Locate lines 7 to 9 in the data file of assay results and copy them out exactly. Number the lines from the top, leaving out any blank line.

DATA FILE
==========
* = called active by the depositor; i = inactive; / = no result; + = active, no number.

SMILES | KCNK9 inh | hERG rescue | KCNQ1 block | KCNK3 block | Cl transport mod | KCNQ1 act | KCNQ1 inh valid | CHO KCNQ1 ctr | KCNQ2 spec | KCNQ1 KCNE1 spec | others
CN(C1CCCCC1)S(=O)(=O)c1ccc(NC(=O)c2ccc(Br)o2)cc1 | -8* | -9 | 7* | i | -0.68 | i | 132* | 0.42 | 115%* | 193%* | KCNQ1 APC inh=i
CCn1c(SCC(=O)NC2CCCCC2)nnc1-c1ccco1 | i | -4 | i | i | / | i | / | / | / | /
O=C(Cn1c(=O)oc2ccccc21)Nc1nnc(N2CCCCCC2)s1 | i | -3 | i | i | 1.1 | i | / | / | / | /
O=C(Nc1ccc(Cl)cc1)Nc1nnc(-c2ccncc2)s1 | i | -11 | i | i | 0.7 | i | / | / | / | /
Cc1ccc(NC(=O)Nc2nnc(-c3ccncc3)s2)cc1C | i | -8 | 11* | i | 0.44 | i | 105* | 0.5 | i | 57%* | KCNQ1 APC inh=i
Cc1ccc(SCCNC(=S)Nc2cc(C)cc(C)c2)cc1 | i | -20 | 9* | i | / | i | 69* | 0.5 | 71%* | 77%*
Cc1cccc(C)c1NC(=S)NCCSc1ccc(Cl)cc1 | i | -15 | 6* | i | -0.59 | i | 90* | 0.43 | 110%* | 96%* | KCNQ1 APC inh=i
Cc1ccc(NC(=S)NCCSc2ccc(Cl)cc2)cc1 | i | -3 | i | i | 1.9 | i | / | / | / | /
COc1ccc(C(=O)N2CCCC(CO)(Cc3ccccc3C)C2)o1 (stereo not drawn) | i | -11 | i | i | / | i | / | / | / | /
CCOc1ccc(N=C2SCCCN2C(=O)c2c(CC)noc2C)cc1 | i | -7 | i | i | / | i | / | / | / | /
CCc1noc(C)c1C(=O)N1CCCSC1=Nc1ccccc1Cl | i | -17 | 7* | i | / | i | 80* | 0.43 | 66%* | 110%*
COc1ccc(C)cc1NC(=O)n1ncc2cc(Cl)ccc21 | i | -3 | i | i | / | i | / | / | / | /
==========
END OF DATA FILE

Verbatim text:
Cc1ccc(NC(=O)Nc2nnc(-c3ccncc3)s2)cc1C | i | -8 | 11* | i | 0.44 | i | 105* | 0.5 | i | 57%* | KCNQ1 APC inh=i
Cc1ccc(SCCNC(=S)Nc2cc(C)cc(C)c2)cc1 | i | -20 | 9* | i | / | i | 69* | 0.5 | 71%* | 77%*
Cc1cccc(C)c1NC(=S)NCCSc1ccc(Cl)cc1 | i | -15 | 6* | i | -0.59 | i | 90* | 0.43 | 110%* | 96%* | KCNQ1 APC inh=i